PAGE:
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How can I calculate $\frac{\tan (\pi \cdot x)}{(x+2)}$ as $x \to -2$ without the rule of l'hopital? When I try, I get infinity... But the correct answer is $\pi$
:(

I split the tan into sin/cos and multiply and divide by $2 \cos(\pi \cdot x)$, so I get $\cos (\pi \cdot x \cdot 2)$ above and $(2 \cos( \pi \cdot x)^2) \cdot (x+2)$ below. So I become 1/0 and thus infinity...

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Why not use the rule of l'Hopital ? Anyway, in your calculation, I think you should have $\cos(\pi x) \sin(\pi x) = \frac{1}{2}\sin(2\pi x)$ above. This yields the indeterminate form $\frac{0}{0}$ once again. –  Joel Cohen Nov 7 '11 at 15:31
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2 Answers

up vote 4 down vote accepted

You can also observe that your limit is

$$\lim_{x \to -2} \frac{\tan (\pi \cdot x)}{(x+2)\pi} \pi =\lim_{x \to -2} \frac{\tan (\pi \cdot x)- \tan(-2 \pi)}{(x\pi - (-2)\pi)} \pi \,.$$

Denoting $y=\pi \cdot x$ you have

$$\lim_{x \to -2} \frac{\tan (\pi \cdot x)- \tan(-2 \pi))}{(x\pi - (-2)\pi}=\lim_{y \to -2 \pi} \frac{\tan (y)- \tan(-2 \pi)}{(y - (-2)\pi}$$

which is just the definition of the derivative....

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Accepted within 3 minutes... a talking point over in chat :) –  The Chaz 2.0 Nov 7 '11 at 15:38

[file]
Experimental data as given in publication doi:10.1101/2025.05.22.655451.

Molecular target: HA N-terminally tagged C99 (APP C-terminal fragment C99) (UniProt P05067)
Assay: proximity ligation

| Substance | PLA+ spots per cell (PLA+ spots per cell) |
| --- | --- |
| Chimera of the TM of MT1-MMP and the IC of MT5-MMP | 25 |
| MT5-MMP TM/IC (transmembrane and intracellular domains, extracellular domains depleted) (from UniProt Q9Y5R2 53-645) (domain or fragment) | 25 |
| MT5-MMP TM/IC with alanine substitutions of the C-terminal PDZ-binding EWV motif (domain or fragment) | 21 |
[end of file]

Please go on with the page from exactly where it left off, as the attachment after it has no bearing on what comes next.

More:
Personally I think the other solution is better ;) –  N. S. Nov 7 '11 at 15:42
    
(Mine is just a commentary on the practice of immediately accepting answers. I personally would have gone the route of the other answer, which is why I appreciate yours!) –  The Chaz 2.0 Nov 7 '11 at 15:47
    
@TheChaz Yea... We probably won't see him again until the next question... And the funny part is that there could had been a mistake in my solution, I saw in the past few wrong answers upvoted, because the mistake was subtle. –  N. S. Nov 7 '11 at 15:51
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Write it as $$\frac{\tan(\pi x)}{x+2} = \frac{\sin(\pi x)}{\cos(\pi x)(x+2)} = \frac{\sin(\pi(x + 2))}{\cos(\pi x)(x+2)} = \frac{\pi \sin(\pi(x+2))}{\cos(\pi x)\pi(x+2)}.$$ Now as $x \to -2$, $x+2 \to 0$ and $\sin(\pi(x+2))/(\pi(x+2)) \to 1$ and $\cos(\pi x) \to 1$, so we get the result.

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But where was my error? –  user1009013 Nov 7 '11 at 15:32
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...it's a well-established limit, pedja. –  J. M. Nov 7 '11 at 15:33
    
Isn't the limit of $\frac{\sin x}{x}$ obtained using l'Hopital's rule again ? –  Joel Cohen Nov 7 '11 at 15:34
    
@user1009013: You should have got $\sin(2\pi x)$ in the numerator. –  J. J. Nov 7 '11 at 15:34
    
Btw, the exercise was to solve it without l'hopital... in other exercises, I almost always use l'hopital, it's so powerful... –  user1009013 Nov 7 '11 at 15:34
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